For hundreds of years, Cuba experienced ongoing severe inequality and slavery on the basis of race. Historically, the Spanish who brought slaves from Africa colonized Cuba from which the Cuban race was socially and economically constructed. The Spanish rulers were of the elite while the African servants were of the lowest social class (Marcus, 2013). Ever since these early days, Afro-Cubans—Cubans with African ancestry, are labeled solely upon their skin color, which defines their position on the social hierarchy. Blackness is associated with slavery (Roland, 2011). Thus, the lighter one’s skin, the further away from slavery. Afro-Cubans who are dark skinned realize that despite being Cuban, their skin color differentiates them from lighter skinned Euro-Cubans (Marcus, 2013). However, hope starts to emerge for the Afro-Cubans when Fidel Castro becomes the government’s leader in 1959. Castro embarks on a revolution (Marcus, 2013) that dramatically alters the lives of the black citizens socially and economically. Through time, globalization, and the revolution, meanings and perceptions of race and race relations in Cuba changes, specifically in education, job opportunities, and social status.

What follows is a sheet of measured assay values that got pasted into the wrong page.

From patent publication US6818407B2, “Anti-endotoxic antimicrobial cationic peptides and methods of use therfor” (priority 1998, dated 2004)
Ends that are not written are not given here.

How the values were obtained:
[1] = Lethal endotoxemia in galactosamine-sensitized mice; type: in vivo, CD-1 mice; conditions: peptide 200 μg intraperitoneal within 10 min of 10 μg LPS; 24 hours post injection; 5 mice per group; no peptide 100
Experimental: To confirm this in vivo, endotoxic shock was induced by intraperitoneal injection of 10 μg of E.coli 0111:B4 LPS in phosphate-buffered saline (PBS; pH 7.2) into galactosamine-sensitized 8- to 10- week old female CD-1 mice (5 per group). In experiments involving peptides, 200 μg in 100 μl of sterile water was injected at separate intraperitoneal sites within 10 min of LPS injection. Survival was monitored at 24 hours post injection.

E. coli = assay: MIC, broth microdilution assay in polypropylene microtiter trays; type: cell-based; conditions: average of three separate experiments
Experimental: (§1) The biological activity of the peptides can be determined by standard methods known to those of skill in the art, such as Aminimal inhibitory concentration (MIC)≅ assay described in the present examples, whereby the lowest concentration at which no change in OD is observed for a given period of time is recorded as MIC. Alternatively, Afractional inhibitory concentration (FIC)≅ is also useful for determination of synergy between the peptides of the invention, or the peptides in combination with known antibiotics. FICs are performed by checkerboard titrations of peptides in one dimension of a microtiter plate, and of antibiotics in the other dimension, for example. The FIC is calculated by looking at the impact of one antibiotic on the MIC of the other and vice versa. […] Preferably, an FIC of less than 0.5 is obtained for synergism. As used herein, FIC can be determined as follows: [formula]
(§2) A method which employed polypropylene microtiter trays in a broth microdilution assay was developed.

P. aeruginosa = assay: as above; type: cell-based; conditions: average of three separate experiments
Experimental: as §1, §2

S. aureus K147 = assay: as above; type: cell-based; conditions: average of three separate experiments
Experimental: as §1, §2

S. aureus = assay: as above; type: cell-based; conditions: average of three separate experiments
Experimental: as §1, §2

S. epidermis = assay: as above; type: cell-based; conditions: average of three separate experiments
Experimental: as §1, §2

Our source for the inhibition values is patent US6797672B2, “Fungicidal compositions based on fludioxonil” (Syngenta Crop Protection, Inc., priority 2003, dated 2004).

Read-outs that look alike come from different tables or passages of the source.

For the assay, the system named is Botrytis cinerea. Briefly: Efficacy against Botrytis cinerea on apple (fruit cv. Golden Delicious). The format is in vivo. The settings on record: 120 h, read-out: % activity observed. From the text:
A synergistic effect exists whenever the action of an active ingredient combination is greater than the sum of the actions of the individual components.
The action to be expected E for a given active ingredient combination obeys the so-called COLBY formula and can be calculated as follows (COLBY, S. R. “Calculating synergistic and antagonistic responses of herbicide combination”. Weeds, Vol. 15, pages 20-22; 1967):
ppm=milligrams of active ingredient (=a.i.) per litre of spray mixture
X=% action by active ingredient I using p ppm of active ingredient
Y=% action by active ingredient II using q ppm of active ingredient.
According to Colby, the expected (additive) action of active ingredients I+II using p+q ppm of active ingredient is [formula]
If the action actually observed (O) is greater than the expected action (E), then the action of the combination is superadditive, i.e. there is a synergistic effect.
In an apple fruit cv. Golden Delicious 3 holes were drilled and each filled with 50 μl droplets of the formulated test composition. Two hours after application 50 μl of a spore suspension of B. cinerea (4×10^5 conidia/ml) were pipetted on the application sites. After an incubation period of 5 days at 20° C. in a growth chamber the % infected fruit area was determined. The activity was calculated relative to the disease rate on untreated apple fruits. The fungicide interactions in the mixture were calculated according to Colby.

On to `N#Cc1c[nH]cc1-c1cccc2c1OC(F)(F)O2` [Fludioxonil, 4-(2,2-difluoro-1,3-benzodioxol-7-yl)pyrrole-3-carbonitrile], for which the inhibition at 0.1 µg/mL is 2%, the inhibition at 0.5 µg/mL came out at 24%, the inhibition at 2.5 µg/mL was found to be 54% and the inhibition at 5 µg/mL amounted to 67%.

Before the revolution, Cuba operates under a capitalist system (Marcus, 2013), which leads to an extreme segregation in education, in the job market, and in marriage laws. Racism is evident in all aspects and areas of life and the black Cubans are racialized. Education systems deem that private schools are only reserved for white citizens (Marcus, 2013). This suggests that whites are regarded as not only more capable of being educated but also deserving of the education, unlike the Afro-Cubans who are left ...
... middle of paper ...
...rcus, 2013, p. 44), through several aspects such as socio-economic status, power and social status. Race remains but racism and racialism has reduced remarkably with respect to Afro-Cuban’s prestige, success, and living conditions.
De La Fuente, A. (2008). The new afro-cuban cultural movement and the debate on race in contemporary cuba. Journal of Latin American Studies, 40, 697-720.
Marcus, A. (2013). Racism as a transnatioanl process. In C.R. Menzies & A. Marcus (Eds.), Anthropology for a small planet (2nd ed.) (p. 37-56). Vancouver, BC: New Proposals Publishing.
Roland, L. K. (2011). Cuban color in tourism and la lucha: An ethnography of racial meanings. New York: Oxford University Press.
Roland, L. K. (2013). T/racing belonging through cuban tourism. Cultural Anthropology, 28, 396-419.
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